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8 TH ANNUAL
MAY 12-18
2014

7 Questions with Gerry Bruno, the director of Seven Souls

1. Are you an Arkansas Native? If so where are you from? If not, How did you get here?
No. I’ve been in Arkansas for about 2 ½ years. I was born in Italy but grew up in New Jersey where I was running a commercial production company. I never set out to do commercials but the opportunity was there and in this business you can’t pass on opportunities. After 13 years though, my wife and I tired on the East Coast and started looking for a place where we could slow down. Arkansas was not originally on our radar but after visiting my father-in-law, who had been here about 5 years, we thought it was beautiful. We were so pleasantly surprised to find a vibrant arts community and so many talented people looking to collaborate.

2. What is the inspiration for your film?
The inspiration for “Seven Souls” came from the idea I had about Death falling in love with a mortal person. That idea has been done so we took it a step further by asking the question, “What happens when we die?” No one can really be sure what the afterlife is like, which makes this genre so interesting to explore.

3. Can you give us a brief synopsis of your film?
“Seven Souls” is an unconventional love story that follows Death, as he roams the earth repaying the debt every human being owes the world: to help seven souls cross over before he himself can rest. But Death cannot stand much more… especially when it comes to the seventh soul he’s asked to take.

4. What were the biggest challenges and successes you faced on set?
I think the biggest challenge in filming “Seven Souls” was conveying to the audience what Death is experiencing. We tried to shoot the film in a way that represents what HE sees and feels. What Death is doing is so painful and I wanted the audience to feel some of that. As for the biggest success… being able to work with such talented people who I truly enjoyed being around was a huge success for me. We’ve all heard the stories of egos and difficult personalities but I’m so happy to say we didn’t have any of that. When I go back and look at pictures from the day, I see collaboration, friendship, and laughter.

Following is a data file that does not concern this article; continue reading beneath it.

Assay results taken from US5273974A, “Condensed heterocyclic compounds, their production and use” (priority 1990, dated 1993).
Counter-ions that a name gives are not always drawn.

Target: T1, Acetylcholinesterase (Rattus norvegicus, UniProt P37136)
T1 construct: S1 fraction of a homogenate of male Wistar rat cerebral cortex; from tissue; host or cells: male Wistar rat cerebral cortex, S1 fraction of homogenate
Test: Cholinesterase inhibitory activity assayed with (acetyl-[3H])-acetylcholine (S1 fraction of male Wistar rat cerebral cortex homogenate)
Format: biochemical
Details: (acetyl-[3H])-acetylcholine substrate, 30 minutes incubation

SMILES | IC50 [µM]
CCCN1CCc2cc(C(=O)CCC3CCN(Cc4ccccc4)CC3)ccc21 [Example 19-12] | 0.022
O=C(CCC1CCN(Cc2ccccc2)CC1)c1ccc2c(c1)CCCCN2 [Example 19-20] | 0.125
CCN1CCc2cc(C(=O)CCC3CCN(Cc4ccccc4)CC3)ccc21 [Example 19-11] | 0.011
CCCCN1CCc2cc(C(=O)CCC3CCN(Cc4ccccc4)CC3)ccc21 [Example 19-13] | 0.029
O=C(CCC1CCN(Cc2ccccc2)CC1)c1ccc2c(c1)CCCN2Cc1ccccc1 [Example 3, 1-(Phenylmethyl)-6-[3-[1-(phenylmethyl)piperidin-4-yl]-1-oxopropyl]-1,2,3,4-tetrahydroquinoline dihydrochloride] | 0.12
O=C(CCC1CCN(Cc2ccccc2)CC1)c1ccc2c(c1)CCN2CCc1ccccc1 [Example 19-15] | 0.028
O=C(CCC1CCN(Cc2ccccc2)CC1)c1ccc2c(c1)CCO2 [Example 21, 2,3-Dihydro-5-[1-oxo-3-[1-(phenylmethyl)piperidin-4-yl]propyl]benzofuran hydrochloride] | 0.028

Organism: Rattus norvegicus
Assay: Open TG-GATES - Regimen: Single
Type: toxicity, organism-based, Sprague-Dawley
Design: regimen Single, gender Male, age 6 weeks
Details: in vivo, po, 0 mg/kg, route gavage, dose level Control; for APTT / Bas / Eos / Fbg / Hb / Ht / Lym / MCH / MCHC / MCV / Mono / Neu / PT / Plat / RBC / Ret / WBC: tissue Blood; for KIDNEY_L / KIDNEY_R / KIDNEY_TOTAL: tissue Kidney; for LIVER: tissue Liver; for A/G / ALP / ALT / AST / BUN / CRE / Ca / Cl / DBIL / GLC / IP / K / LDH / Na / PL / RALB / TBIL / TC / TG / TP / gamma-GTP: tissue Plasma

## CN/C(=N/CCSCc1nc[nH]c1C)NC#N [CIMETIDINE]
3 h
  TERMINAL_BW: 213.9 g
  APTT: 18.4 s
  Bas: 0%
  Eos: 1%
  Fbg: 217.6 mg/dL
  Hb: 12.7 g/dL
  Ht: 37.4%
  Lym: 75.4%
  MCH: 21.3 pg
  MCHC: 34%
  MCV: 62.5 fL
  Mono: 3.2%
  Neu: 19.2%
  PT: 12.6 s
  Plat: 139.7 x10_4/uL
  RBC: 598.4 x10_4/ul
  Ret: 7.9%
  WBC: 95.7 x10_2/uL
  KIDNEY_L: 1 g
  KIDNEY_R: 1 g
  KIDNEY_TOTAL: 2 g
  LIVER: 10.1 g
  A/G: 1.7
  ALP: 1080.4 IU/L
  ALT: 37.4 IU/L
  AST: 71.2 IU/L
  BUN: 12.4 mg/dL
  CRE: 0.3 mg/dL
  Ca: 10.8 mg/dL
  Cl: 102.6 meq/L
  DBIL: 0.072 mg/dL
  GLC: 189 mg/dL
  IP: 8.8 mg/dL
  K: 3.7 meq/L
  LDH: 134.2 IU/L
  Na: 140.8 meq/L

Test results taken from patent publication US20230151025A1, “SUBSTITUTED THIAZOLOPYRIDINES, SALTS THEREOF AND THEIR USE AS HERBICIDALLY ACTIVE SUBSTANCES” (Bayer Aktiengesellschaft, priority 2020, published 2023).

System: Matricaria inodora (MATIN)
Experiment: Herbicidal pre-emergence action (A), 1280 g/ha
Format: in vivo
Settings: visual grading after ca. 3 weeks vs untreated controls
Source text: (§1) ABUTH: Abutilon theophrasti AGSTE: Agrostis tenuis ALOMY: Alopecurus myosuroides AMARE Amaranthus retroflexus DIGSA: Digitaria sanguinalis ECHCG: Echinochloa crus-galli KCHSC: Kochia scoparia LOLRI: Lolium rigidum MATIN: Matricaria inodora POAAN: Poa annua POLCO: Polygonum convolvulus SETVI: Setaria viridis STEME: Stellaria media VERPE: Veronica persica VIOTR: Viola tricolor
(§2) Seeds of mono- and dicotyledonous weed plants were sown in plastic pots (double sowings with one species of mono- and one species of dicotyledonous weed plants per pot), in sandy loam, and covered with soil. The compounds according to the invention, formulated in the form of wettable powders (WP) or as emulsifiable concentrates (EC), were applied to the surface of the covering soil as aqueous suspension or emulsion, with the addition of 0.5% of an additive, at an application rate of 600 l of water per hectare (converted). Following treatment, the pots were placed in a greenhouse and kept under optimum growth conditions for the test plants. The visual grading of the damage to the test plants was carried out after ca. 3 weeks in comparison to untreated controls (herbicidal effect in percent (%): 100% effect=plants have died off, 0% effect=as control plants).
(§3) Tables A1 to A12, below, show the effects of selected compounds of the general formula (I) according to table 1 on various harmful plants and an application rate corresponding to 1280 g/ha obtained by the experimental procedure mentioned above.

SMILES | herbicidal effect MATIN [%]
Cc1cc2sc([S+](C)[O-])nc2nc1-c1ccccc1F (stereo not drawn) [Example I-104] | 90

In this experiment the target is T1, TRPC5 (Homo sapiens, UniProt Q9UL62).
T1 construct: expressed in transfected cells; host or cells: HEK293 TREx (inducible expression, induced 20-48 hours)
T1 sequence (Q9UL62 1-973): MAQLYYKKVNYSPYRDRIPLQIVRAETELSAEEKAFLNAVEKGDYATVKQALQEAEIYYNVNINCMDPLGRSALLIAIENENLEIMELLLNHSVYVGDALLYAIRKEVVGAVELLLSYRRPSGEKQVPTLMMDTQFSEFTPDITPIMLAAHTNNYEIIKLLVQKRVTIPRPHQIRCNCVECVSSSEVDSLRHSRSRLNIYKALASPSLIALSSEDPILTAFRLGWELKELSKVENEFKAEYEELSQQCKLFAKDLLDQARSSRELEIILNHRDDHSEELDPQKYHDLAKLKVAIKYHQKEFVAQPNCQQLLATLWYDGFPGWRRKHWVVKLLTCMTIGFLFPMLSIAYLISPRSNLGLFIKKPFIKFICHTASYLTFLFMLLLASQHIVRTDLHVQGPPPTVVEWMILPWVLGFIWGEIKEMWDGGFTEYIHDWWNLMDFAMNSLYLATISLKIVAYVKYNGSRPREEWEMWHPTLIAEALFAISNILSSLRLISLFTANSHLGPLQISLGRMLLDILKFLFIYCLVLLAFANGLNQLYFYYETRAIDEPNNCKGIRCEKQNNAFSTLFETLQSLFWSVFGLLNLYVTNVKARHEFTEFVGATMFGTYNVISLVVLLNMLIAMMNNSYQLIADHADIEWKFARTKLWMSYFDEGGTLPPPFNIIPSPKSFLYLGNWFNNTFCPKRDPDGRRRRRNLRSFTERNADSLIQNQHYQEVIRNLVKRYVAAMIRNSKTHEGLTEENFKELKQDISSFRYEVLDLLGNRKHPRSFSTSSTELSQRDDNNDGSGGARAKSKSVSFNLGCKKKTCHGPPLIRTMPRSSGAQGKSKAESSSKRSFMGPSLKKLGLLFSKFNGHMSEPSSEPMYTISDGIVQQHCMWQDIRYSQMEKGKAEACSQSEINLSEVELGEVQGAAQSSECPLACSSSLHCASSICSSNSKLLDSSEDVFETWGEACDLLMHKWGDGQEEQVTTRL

5. What is the festival strategy for your film?
Our festival strategy for “Seven Souls” was originally to blast it into every festival we could. But that gets really expensive, so now we’ve targeted festivals that have a history of choosing offbeat, thought provoking films. Thing is though, no matter how you look at it, it’s always hit or miss. So many festivals are “fee mongers.” Just trying to get you to enter to get your entry fee. We’ve even heard stories about films not being watched which is so sad because filmmakers works so hard on their films. But we’ve been blessed to get into some really good festivals and win some awards. We took the gold at Worldfest Houston and won an Indiefest award.

6. Does your film have a Arkansas/Southern theme?
“Seven Souls” doesn’t have an Arkansas/Southern theme but everything was shot here and the entire cast and crew is from here.

7.  What changes have you seen in the local film community in the five years since the LRFF was launched?
Wow. Lots of changes. I’ve only been here for ½ of the 5 years the festival has been going on but Arkansas films are getting so much better. Part of that reason is that the filmmakers here are approachable and willing to help in anyway they can. I’ve shot stuff from coast to coast and have never experienced anything like it. I think the rest of the country hasn’t caught on to the fact that Arkansas is a fantastic place to shoot a film. Not only are there incredibly talented people here, but the locations are so diverse and within a short driving distance.

If you have a project, film news, or any rumors on film you would like to mention email me at David@littlerockfilmfestival.org